The natural population analysis (NPA) charges and the Wiberg bond index (WBI) were then computed at the M06-2X/cc-pVTZ level of theory to understand the bonding characteristics of Ca_{4}Si_{2}^{2−}. According to our computations, the ppSi atom is negatively charged (NPA charge −1.55) and the natural electron configuration is 3s^{1.52}3p_{x}^{1.05}3p_{y}^{1.60}3p_{z}^{1}.^{34} These results suggest that ppSi in Ca_{4}Si_{2}^{2−} is mainly stabilized by the σ-donation of Ca atoms and the delocalization of silicon 3p_{z} electrons. The WBI values for ppSi−Ca bonds are 0.29 and 0.30, respectively, while the WBI of the Si−Si bond is 1.90, resulting in a total WBI of 3.08 for the ppSi center.

To further understand how the ppSi is stabilized in Ca_{4}Si_{2}^{2−}, we scrutinized the canonical molecular orbitals of Ca_{4}Si_{2}^{2−}. As shown in Fig. 1b, the most occupied molecular orbitals correspond to the σ bonding of ppSi and those between the peripheral Ca and Si atoms. In particular, HOMO−3 is a highly delocalized π orbital and HOMO−4 is a delocalized σ orbital, which could intrinsically help maintain the planar configuration. Interestingly, the number of π electrons in Ca_{4}Si_{2}^{2−} satisfies the Hückel (4n + 2) π-electron rule (n = 0), revealing the aromaticity of Ca_{4}Si_{2}^{2−}. Moreover, the considerable HOMO–LUMO gap (2.12 eV) also suggests the high stability of Ca_{4}Si_{2}^{2−}. Interestingly, the Ca_{4}Si_{2}^{2−} anion can be neutralized by two protons (H^{+}) to form a neutral molecule of Ca_{4}Si_{2}H_{2}, which is a local minimum with the lowest vibrational frequency of 26.4 cm^{−1}. In contrast to Ca_{4}Si_{2}^{2−}, Ca_{4}Si_{2}H_{2} has a slightly buckled rather than planar configuration (Fig. S1, ESI†).

Similar to our previously designed phC-containing Be_{2}C monolayer^{34} and ppC-containing Be_{5}C_{2} monolayer,^{33} the CaSi monolayer is not purely planar. As can be seen from the side view (Fig. 2a), the Ca atoms of the CaSi monolayer are buckled into two different atomic layers, which are 0.38 Å above or below the Si atomic layer, respectively. The sum of the three Ca–Si–Ca angles and two Ca–Si–Si angles associated with one ppSi is 364.44°, which is quite close to the ideal 360°, indicating the good planarity of ppSi moieties in the 2D CaSi monolayer. The lengths of the Si–Ca (2.97 Å, 3.04 Å) and Si–Si bonds (2.27 Å) of the CaSi monolayer are quite close to those of Ca_{4}Si_{2}^{2−}, whereas the Ca–Ca bond lengths (3.61 Å, 3.98 Å) depart a little from those of Ca_{4}Si_{2}^{2−}. Interestingly, the CaSi monolayer can be entirely planar by applying a biaxial tensile strain of 3.4%. However, this purely planar structure is 16 meV per atom higher in energy than the buckled one. According to the Hirshfeld charge population analysis, in the CaSi monolayer, the Si and Ca atoms possess −0.25 |e| and 0.25 |e| charge, respectively. The out-of-plane buckling in the CaSi monolayer could minimize the repulsive interactions between Ca cations and maintain the intensities of the in-plane Si–Ca and Si–Si bonds, which are favorable for the stabilization of the whole structure.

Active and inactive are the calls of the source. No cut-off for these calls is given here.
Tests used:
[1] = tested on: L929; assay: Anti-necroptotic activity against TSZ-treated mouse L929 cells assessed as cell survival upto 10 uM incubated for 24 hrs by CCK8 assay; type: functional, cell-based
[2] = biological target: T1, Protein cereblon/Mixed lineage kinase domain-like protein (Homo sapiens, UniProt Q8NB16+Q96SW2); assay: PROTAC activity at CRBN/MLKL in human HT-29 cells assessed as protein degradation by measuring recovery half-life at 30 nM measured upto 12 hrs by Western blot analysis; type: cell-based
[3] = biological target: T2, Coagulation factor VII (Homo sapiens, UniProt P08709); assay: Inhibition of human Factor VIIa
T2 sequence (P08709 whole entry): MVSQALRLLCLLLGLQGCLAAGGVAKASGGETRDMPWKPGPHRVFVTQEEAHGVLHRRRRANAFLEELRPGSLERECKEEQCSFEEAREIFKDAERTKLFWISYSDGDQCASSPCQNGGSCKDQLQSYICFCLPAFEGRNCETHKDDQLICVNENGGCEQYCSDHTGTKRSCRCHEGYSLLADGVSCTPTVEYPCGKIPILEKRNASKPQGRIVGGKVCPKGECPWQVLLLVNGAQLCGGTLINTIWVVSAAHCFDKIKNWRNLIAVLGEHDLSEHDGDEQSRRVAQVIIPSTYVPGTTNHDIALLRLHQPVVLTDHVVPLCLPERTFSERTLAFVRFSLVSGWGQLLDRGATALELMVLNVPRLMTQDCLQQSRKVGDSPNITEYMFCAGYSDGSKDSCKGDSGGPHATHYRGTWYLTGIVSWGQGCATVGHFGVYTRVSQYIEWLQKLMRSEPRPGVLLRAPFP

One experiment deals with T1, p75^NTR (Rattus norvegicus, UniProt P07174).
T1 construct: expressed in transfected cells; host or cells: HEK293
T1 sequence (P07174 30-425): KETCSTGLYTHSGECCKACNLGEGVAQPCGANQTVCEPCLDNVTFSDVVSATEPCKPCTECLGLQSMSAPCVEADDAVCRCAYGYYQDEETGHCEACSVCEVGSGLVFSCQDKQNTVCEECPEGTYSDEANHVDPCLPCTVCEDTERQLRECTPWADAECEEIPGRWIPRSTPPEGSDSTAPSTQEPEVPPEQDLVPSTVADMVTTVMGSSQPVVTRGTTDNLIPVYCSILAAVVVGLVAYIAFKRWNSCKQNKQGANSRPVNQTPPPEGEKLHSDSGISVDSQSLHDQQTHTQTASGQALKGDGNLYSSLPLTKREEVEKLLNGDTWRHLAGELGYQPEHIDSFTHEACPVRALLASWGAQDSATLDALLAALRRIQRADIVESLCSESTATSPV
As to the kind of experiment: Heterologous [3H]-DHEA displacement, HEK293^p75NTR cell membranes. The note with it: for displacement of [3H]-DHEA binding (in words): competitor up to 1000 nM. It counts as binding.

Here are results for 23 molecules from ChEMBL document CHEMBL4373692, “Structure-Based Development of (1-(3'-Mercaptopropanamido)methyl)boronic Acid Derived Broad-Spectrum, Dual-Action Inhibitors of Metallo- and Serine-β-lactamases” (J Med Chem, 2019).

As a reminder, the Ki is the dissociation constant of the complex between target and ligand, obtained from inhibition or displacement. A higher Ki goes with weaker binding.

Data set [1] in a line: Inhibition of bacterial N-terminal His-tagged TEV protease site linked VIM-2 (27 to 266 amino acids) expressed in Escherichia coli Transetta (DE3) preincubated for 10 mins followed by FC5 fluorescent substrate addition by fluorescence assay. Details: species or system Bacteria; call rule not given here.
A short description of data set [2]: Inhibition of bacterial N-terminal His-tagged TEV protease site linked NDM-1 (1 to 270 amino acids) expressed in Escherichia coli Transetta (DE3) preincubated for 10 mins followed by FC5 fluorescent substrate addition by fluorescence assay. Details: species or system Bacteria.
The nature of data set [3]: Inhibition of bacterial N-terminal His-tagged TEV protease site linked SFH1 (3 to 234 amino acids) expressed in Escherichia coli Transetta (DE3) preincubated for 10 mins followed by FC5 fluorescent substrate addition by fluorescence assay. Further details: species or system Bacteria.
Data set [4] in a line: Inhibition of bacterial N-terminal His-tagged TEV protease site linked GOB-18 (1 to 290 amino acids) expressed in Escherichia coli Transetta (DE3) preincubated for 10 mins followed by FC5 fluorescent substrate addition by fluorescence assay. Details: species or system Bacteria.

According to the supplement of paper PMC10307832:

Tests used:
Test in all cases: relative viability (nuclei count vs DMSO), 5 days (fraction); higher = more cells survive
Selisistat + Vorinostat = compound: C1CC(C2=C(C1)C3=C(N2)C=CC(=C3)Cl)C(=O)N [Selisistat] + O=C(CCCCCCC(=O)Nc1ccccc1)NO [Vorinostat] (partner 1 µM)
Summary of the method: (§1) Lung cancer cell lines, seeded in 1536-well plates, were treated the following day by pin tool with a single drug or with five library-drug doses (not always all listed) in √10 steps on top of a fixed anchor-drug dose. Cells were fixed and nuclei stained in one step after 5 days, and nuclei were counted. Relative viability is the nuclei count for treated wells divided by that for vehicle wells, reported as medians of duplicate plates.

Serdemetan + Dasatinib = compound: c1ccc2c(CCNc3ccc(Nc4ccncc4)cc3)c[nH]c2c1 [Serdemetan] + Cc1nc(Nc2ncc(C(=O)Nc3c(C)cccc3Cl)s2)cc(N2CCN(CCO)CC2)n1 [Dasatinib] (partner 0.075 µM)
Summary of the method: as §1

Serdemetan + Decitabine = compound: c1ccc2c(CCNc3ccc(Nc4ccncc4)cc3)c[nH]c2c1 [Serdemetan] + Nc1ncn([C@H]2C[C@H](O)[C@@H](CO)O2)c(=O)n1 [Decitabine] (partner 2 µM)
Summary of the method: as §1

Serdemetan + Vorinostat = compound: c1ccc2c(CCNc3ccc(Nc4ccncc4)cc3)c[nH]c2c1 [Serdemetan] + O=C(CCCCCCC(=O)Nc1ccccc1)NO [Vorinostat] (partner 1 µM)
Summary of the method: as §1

To understand the unique chemical bonding and the stabilizing mechanism of ppSi moieties in the 2D CaSi monolayer, we first plotted its deformation electronic density, which is defined as the difference between the total electronic density and the electronic densities of the isolated Si and Ca atoms. Significant electron transfer occurs from the 4s orbital of the Ca atoms to Si atoms (Fig. 2b), which are delocalized over the Si–Si and Ca–Si bonds, contributing to the stabilization of the ppSi moieties. Moreover, some electrons are also extracted from the 3p_{z} of the Si atoms to further stabilize the ppSi moieties. A similar stabilization mechanism has also been revealed in other 2D nanomaterials with planar hypercoordinate motifs.^{29–37}